The World Bank created the PCF in 1999 and it now has five member governments (Canada, Finland, Norway, Sweden, the Netherlands), the Japanese government's Japan Bank for International Co-operation and17 private sector companies who together have pooled $145 million to finance emission reductions from projects in 31 countries. The PCF "attempts to anticipate or emulate the implementation of Clean Development Mechanisms criteria under the Kyoto protocol," explains the bank's Charles Feinstein. Participants receive certified emissions reductions from projects that could eventually be registered with the United Nations Framework Convention on Climate Change.
In Colombia, EPM was accepting bids for the manufacture, testing and installation supervision of wind turbines until September 24. The winning company will also have to train EPM staff and supervise operations for 12 months from the estimated August 2003 start-up. EPM will maintain the winning technology.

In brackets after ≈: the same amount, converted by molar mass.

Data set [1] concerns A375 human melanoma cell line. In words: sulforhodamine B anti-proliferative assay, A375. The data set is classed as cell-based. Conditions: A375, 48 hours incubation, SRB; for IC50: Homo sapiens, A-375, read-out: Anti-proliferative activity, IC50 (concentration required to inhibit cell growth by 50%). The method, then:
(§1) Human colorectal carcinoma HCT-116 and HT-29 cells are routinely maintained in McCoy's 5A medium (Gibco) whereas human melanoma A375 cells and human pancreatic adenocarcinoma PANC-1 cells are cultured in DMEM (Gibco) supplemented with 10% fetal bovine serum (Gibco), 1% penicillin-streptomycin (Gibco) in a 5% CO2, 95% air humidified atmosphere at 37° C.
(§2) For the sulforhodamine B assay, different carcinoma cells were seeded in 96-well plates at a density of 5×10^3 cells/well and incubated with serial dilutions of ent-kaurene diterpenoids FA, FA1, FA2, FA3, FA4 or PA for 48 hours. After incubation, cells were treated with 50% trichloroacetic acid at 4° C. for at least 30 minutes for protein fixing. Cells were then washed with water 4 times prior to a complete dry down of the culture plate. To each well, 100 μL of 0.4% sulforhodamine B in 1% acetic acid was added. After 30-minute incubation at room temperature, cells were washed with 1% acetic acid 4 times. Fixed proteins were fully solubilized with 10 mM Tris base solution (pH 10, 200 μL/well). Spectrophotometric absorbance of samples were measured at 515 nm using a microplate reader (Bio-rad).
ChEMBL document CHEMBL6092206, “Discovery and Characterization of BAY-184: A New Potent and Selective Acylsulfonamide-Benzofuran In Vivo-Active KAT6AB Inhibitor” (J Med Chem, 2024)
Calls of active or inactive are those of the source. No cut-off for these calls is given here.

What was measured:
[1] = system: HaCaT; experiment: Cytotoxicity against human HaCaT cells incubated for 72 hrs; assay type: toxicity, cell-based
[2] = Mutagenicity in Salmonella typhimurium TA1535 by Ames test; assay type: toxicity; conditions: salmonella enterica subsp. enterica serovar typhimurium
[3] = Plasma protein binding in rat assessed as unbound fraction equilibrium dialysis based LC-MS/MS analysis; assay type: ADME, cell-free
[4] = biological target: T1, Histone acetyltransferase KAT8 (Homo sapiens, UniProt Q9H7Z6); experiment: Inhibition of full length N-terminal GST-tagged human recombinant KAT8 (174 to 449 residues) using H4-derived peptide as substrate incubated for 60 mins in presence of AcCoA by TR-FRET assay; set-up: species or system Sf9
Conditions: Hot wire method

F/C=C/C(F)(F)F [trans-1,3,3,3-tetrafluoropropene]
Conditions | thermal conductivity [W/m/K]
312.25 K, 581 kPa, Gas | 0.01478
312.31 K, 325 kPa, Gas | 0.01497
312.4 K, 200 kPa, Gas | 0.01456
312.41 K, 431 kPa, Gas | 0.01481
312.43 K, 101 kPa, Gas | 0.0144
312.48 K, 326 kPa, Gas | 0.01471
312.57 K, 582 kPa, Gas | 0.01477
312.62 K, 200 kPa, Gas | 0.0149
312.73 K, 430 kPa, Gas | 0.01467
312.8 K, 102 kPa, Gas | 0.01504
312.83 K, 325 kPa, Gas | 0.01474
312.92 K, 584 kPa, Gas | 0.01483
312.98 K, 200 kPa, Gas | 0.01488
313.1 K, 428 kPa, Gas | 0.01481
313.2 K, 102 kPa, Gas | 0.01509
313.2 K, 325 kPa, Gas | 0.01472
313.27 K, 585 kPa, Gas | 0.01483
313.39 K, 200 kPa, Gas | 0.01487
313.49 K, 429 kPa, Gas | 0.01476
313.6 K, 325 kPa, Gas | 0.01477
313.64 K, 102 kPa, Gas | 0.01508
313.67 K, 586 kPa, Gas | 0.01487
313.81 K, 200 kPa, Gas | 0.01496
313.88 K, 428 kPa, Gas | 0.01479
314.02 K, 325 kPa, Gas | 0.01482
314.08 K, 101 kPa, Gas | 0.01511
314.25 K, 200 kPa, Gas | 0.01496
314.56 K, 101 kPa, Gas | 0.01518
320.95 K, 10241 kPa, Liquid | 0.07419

The PCF's project design document was drawn up on the basis of using 15 Nordex N60 1.3 MW turbines, or equivalent technology. German development agency GTZ carried out wind studies at the site, which lies between Cabo de la Vela and Puerto Bolivar in the Guarija peninsula, and found that speeds averaged over 8 m/s.
The turbine supplier will be required to advise EPM on the installation of future wind plant in the area, which has a wind potential of 5 GW, according to the PCF. Despite Colombia's economic and social instability, the probability of more wind projects is not out of the question. The El Niño weather phenomenon cyclically hits the country's installed hydro capacity (55-75% of the total) and diversification of the generation base would relieve this problem. With long term price rises forecast for Colombia's thermal power alternatives -- natural gas and coal -- wind would be in a competitive position.